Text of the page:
ACARTERTON dairy farmer says he is thinking of giving up the business after a suspicious fire destroyed nearly $100,000 worth of hay shed and bales during Thursday night and Friday morning.
"There's only so much you can take," said Nolan Terry, who walked the remains of his smouldering hay shed on Rutland Rd with firefighters yesterday.
Firefighters had to pour nearly quarter of a million litres of water on to the fire, which took hold of a 20m x 50m
hay shed at about 11pm on
One fire truck, with
Carterton fire chief
and crew, was
still in place
yesterday morning to monitor the smouldering bales, while a pall of smoke was obvious over Carterton.
Mr Terry said he "couldn't believe it" when he heard the news.
He was in Palmerston North driving a stock truck at the time.
After this, he was thinking of giving up dairy farming.
"The councils, the whole farming scenario, the payouts, all that sort of thing - I don't know how much you can take." He said it has happened to him before, six years ago, with the same shed. Back then, two children owned up to lighting it.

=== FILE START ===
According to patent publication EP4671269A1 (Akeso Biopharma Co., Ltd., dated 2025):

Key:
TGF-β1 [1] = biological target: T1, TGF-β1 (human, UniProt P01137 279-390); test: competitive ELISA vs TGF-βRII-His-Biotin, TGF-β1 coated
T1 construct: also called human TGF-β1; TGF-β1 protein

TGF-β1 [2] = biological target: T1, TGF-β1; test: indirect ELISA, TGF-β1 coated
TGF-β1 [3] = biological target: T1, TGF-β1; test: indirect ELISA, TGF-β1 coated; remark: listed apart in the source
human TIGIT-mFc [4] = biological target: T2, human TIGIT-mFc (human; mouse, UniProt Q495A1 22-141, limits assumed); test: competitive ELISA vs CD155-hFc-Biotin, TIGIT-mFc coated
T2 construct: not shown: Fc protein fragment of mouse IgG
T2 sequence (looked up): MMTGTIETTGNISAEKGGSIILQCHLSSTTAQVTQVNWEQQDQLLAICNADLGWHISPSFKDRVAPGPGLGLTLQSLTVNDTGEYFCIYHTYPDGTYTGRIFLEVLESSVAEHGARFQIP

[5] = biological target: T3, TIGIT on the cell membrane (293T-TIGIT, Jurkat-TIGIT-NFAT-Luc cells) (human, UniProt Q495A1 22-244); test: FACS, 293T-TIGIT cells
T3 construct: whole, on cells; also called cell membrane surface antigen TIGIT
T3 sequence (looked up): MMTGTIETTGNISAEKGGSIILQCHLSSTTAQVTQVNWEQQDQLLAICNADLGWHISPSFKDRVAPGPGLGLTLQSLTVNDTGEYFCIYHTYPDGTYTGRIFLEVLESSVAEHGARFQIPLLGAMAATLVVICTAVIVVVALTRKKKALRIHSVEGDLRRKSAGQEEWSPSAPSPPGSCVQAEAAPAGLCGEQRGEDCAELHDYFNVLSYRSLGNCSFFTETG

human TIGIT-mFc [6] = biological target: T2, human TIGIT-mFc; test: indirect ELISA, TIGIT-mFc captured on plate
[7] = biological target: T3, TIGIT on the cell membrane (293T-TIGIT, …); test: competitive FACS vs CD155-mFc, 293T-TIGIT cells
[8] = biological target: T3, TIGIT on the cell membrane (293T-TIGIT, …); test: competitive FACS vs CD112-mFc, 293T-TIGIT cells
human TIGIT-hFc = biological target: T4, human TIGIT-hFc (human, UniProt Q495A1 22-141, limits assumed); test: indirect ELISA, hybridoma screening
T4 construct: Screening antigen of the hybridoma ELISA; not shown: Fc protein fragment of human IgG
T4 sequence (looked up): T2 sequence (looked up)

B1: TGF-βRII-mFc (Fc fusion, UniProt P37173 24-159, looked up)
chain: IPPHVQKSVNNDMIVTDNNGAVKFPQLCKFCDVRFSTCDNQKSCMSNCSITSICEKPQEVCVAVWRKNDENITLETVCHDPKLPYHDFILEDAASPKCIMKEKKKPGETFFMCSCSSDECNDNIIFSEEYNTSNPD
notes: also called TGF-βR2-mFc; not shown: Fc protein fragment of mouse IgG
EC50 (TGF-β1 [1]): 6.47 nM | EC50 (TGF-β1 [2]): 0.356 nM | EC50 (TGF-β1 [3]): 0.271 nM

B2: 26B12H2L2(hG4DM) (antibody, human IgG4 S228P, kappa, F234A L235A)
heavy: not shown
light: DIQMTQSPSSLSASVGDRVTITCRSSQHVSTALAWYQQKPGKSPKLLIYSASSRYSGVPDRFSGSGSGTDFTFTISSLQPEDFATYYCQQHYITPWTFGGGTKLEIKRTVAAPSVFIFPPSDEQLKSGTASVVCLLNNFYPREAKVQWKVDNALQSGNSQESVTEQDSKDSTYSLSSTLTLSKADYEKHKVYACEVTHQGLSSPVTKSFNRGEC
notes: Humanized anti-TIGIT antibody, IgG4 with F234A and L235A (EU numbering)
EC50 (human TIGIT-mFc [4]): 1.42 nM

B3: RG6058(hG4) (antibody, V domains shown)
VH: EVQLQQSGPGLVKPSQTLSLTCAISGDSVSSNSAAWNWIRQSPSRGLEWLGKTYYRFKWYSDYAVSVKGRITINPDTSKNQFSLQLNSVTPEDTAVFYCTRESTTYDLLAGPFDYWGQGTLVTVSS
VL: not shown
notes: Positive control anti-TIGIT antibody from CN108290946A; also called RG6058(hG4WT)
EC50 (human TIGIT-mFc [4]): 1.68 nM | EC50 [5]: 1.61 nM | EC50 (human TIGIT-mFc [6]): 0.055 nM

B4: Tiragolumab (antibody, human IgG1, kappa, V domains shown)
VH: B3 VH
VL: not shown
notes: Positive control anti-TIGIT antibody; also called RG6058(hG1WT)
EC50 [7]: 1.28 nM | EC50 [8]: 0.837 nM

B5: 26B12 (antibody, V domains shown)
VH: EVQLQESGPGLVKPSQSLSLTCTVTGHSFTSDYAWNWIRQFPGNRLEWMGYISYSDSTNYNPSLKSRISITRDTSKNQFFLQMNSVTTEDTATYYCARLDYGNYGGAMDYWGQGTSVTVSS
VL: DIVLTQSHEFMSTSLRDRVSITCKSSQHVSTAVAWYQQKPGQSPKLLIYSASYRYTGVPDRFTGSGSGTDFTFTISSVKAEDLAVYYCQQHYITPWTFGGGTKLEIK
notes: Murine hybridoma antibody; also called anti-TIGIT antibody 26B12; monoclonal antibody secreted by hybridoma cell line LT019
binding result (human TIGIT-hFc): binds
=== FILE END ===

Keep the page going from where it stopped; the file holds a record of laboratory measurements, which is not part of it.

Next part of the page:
He believes this latest fire was deliberately lit.
"There's no other scenario, no electric, it boils down to one thing."
The hay, stored in the shed since January, was "deadly dry", with no rain during the summer.
He estimates it was about $35,000 worth of hay, in a $70,000 shed.
"It was a lot of work restoring the shed [after the last fire], and getting the hay. It's all insured, but you still lose out, you're still out of pocket."
He is worried about finding more hay at this time of year.
"It's a year when you really need it."
Mr Robinson said their two fire trucks were joined by two from Masterton, one from Martinborough, one from Greytown, plus extra support from Rimutaka and Trentham in Upper Hutt.
He agreed the fire looked suspicious, but that would have to wait for a fire inspector, driving over from Porirua that day.
The eight crews put in "250,000 litres of water, we reckon", he told the Times-Age.
"We've had crews here since 11pm."
Mr Terry had arranged for a digger to disperse the bales on to the field.
With no wind yesterday morning, it was "the safest option", said Mr Robinson.